Chapter

Conclusion

R. W. Kostal

in Law and English Railway Capitalism 1825–1875

Published in print October 1997 | ISBN: 9780198265672
Published online March 2012 | e-ISBN: 9780191682926 | DOI: http://dx.doi.org/10.1093/acprof:oso/9780198265672.003.0010
Conclusion

Show Summary Details

Preview

The dialectical interpretation of the preceding narrative chapters is based on four interpretative generalizations: that while there was some integration of the worlds of railway managers and railway lawyers, these worlds were, and were perceived to be, fundamentally separate and frequently antagonistic; that in the period 1825–75 the industry's engagement with the law and lawyers was initiated mainly by the business decisions and strategies of railway company officials; that English law and lawyering, although in some ways facilitative of the commercial aims of railway capitalism, were also significant and damaging impediments to profitable railway capitalism; and that the engagement of the legal system with the railway industry caused unanticipated but profound changes to both sets of institutions. While it is true that the world's first steam railway companies were inherently legal entities imbricated with legality, legal principles and ideas had a life and logic of their own. The stark ‘otherness’ of the legal world was precisely what railway capitalists and journalists identified as its first and most hated characteristic. It is because lawyers and their institutions remained overwhelmingly a world apart from railway capitalism that we can sensibly describe their interaction in terms of a dialectic.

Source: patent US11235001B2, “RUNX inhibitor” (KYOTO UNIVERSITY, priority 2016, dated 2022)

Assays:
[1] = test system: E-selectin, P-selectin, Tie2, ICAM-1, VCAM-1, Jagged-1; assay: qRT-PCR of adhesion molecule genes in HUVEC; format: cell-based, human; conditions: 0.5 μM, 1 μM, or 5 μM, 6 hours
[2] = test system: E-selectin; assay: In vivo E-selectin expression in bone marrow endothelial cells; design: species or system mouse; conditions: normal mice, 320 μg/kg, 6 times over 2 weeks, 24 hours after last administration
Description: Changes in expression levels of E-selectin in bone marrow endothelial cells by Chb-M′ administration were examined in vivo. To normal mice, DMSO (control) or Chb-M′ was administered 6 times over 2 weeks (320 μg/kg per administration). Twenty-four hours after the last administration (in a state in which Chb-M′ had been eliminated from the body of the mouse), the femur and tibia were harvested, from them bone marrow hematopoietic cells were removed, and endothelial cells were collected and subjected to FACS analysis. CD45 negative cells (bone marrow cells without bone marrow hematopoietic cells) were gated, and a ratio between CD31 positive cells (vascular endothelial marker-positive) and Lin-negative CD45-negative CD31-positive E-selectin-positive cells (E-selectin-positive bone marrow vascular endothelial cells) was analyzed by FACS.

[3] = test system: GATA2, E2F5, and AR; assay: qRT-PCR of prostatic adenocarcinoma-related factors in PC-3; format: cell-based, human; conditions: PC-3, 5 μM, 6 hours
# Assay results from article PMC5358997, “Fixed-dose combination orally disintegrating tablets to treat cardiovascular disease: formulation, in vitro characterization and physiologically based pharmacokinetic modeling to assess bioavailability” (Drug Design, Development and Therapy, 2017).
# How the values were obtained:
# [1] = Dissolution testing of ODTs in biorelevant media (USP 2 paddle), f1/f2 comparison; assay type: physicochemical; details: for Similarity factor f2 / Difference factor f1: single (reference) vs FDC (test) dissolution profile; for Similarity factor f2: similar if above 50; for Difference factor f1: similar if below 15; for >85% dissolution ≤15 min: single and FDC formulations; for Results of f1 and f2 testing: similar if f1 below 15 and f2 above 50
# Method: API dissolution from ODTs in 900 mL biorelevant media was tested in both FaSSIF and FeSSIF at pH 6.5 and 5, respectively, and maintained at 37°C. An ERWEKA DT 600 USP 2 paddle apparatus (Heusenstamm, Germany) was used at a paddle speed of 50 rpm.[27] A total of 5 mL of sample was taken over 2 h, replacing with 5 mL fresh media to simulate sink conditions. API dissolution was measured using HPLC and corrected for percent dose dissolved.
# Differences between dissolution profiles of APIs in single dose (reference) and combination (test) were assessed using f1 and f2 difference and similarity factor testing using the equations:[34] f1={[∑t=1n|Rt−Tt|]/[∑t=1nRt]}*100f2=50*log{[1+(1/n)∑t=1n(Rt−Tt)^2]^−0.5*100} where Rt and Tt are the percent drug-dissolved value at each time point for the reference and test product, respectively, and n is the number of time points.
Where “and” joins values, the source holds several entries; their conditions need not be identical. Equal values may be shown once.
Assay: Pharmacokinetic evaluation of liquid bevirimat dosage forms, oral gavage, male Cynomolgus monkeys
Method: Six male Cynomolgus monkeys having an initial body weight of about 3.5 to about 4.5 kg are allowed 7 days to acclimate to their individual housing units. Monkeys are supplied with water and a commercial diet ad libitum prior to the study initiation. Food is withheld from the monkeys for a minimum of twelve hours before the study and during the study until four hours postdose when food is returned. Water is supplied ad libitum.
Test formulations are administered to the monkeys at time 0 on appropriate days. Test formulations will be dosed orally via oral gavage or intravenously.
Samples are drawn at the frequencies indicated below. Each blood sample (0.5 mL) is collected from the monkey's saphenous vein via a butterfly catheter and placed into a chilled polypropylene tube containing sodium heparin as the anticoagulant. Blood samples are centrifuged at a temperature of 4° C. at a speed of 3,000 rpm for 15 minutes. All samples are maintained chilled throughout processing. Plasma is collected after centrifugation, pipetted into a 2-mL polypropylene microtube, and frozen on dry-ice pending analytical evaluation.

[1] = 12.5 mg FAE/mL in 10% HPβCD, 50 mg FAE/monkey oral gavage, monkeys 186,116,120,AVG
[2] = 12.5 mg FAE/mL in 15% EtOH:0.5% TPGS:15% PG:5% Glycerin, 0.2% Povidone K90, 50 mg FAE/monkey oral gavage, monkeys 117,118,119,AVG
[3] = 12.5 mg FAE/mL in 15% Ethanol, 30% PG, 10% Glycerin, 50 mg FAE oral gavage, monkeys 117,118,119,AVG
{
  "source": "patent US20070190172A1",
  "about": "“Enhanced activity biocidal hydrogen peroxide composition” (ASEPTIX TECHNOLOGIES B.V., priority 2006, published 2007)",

Keywords: railway capitalism; lawyers; lawyering dialectic; railway industry; English law

Chapter.  6688 words. 

Subjects: History of Law

Full text: subscription required

How to subscribe Recommend to my Librarian

Buy this work at Oxford University Press »

Users without a subscription are not able to see the full content. Please, subscribe or login to access all content.